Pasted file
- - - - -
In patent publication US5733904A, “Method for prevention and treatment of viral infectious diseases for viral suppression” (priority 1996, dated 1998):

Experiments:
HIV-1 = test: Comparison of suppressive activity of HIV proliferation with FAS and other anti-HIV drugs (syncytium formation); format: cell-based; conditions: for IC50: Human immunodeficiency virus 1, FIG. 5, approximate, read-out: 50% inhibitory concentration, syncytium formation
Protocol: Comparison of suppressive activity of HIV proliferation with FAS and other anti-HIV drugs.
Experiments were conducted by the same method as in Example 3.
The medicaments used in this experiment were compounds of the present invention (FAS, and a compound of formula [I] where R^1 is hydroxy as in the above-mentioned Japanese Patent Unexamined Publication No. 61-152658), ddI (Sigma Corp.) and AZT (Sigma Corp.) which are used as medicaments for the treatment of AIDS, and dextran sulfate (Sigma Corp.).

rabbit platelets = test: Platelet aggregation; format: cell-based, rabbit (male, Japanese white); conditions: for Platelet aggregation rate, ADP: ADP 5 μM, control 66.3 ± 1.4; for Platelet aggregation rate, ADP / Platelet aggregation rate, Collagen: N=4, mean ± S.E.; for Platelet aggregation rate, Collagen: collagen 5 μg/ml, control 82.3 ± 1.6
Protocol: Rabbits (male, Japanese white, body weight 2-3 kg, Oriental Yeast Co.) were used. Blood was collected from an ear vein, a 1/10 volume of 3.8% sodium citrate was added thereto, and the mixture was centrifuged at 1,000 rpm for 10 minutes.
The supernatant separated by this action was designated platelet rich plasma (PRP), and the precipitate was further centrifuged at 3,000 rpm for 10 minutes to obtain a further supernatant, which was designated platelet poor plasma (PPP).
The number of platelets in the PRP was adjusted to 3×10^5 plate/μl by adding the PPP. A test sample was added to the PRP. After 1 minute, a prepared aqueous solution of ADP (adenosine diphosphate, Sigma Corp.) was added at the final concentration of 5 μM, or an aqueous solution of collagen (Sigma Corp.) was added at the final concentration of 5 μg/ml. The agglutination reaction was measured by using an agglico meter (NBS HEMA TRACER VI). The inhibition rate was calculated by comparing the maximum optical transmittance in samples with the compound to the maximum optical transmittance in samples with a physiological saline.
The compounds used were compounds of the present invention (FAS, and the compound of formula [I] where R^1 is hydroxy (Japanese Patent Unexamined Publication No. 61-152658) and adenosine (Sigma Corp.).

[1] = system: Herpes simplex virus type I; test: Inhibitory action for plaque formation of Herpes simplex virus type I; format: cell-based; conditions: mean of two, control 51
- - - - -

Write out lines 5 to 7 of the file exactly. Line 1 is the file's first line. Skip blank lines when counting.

Experiments were conducted by the same method as in Example 3.
The medicaments used in this experiment were compounds of the present invention (FAS, and a compound of formula [I] where R^1 is hydroxy as in the above-mentioned Japanese Patent Unexamined Publication No. 61-152658), ddI (Sigma Corp.) and AZT (Sigma Corp.) which are used as medicaments for the treatment of AIDS, and dextran sulfate (Sigma Corp.).

rabbit platelets = test: Platelet aggregation; format: cell-based, rabbit (male, Japanese white); conditions: for Platelet aggregation rate, ADP: ADP 5 μM, control 66.3 ± 1.4; for Platelet aggregation rate, ADP / Platelet aggregation rate, Collagen: N=4, mean ± S.E.; for Platelet aggregation rate, Collagen: collagen 5 μg/ml, control 82.3 ± 1.6